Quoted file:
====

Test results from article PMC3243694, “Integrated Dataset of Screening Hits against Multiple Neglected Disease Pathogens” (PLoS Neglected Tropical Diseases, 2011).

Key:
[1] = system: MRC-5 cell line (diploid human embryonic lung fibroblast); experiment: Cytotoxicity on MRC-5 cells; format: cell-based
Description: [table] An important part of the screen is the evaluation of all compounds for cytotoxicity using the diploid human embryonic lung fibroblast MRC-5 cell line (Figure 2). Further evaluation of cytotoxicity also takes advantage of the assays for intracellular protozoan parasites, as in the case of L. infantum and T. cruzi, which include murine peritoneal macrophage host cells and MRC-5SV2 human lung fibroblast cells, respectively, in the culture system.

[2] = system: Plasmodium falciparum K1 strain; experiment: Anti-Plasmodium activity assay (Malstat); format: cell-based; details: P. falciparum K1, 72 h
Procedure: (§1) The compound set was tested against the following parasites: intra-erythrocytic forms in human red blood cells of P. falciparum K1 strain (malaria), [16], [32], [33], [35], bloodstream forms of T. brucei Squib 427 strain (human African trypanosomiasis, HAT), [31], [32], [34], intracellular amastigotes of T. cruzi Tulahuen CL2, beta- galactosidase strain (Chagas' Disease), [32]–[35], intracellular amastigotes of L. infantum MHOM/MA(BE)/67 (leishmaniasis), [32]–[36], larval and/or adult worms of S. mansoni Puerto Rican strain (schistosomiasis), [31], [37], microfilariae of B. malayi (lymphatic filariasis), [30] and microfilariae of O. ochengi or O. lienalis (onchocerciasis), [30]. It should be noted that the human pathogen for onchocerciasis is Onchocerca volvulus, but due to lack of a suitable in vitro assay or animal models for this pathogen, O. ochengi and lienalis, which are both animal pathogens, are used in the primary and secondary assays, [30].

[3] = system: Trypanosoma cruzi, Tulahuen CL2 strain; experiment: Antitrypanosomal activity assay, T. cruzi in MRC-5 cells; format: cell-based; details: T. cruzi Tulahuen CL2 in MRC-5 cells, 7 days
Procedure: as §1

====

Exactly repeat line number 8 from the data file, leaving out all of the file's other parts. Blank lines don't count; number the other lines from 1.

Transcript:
Procedure: as §1